If you see things that really are not there, are you losing it? Maybe not. Maybe the ones who put the non-existent things there for you to see are to blame.

Recently, this surrealistic phenomenon of unreal “thereness” appeared in Seaside Heights, New Jersey. This shore town had been devastated by Superstorm Sandy last October, shutting down its boardwalk shops and rides. But in mid-May, England’s Prince Harry came to Jersey for a royal visit, and New Jersey Governor Chris Christie led him to the town’s boardwalk to highlight the people’s resilient spirit and determination to rebuild.

The shops and rides remained closed, yet, bizarrely, the prince saw bustling enterprises and kids having fun. Did his royal eyes deceive him? No, Christie did.



The governor staged a business-as-usual visual for the visitor. Spiffed-up clam bars and hot dog stands were staffed with people who appeared to be preparing and serving food, but nothing was actually being cooked. Also, children were brought in to play darts, wiffleball, and other games at booths that had been opened, staffed, and stocked with prizes — just for Harry’s quick visit.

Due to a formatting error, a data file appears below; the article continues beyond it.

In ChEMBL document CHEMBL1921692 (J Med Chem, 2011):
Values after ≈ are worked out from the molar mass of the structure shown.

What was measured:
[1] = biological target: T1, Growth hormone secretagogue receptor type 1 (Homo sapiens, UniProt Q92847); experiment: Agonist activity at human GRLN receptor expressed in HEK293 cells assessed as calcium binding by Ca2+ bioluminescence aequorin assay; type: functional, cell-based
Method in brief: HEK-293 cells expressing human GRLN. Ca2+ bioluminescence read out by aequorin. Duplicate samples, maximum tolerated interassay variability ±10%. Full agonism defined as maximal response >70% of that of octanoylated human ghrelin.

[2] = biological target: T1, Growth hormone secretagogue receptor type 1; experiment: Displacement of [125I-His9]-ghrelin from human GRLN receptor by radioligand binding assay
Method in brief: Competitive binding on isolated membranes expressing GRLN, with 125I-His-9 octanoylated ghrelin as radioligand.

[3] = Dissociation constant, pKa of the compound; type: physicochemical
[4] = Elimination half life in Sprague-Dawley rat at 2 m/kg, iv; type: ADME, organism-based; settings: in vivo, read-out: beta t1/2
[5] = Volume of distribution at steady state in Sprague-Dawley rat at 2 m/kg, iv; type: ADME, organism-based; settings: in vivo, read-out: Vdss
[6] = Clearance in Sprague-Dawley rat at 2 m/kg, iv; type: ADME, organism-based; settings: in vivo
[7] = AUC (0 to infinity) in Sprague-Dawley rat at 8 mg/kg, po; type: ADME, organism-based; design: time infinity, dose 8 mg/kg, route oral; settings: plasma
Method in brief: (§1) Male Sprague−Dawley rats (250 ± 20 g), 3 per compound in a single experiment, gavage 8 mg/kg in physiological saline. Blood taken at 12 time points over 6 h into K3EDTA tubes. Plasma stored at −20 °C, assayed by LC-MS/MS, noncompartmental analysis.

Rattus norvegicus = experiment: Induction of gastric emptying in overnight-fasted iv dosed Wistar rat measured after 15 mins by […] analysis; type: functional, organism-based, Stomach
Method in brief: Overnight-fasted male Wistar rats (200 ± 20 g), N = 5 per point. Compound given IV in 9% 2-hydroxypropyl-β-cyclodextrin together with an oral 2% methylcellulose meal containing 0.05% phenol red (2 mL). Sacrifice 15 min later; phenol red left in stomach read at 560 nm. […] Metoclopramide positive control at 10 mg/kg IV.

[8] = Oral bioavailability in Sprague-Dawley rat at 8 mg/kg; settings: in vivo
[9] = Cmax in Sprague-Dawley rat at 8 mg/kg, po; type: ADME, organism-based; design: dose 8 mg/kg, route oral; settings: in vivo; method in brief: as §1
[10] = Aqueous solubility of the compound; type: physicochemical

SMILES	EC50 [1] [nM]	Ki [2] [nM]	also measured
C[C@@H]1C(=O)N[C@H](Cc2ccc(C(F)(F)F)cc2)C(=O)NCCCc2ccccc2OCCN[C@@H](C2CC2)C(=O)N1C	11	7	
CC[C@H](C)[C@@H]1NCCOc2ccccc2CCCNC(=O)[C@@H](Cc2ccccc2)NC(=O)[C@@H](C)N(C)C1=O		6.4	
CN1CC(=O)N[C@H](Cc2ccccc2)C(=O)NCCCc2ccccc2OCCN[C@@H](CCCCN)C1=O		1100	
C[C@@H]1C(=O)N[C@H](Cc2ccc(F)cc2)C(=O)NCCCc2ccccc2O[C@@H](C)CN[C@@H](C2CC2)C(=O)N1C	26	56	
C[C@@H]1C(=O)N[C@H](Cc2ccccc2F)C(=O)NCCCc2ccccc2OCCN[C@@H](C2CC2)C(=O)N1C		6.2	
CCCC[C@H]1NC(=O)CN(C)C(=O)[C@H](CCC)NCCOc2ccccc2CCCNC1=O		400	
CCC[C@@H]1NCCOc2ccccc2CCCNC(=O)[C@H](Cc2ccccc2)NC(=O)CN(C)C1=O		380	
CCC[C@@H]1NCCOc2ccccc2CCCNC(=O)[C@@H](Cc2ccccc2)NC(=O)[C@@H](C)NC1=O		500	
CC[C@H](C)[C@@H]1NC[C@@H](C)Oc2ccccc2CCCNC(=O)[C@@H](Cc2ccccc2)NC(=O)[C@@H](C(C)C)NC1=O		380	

Even the twisted skeleton of the town’s iconic roller coaster, which had been knocked into the ocean by the raging storm, still sat in the waves. They left it there as a prop to give the prince a sense of the fury the town had suffered.

As he gazed at it for a few moments, a demolition crew was positioned out of sight, ready to dismantle it as soon as the governor and the prince departed.

A 7-year-old-girl, who got to talk with Harry at a game booth, later asked a reporter an impertinent question: “Is he a real-life prince?” She said she doubted it, for he had no cape or sword. But, yes, the prince was absolutely real — unlike the unreal images he saw on the boardwalk.

Print Friendly, PDF & Email
Jim Hightower

OtherWords columnist Jim Hightower is a radio commentator, writer, and public speaker. He’s also editor of the populist newsletter, The Hightower Lowdown. OtherWords.org

OtherWords commentaries are free to re-publish in print and online — all it takes is a simple attribution to OtherWords.org. To get a roundup of our work each Wednesday, sign up for our free weekly newsletter here.

(Note: Images credited to Getty or Shutterstock are not covered by our Creative Commons license. Please license these separately if you wish to use them.)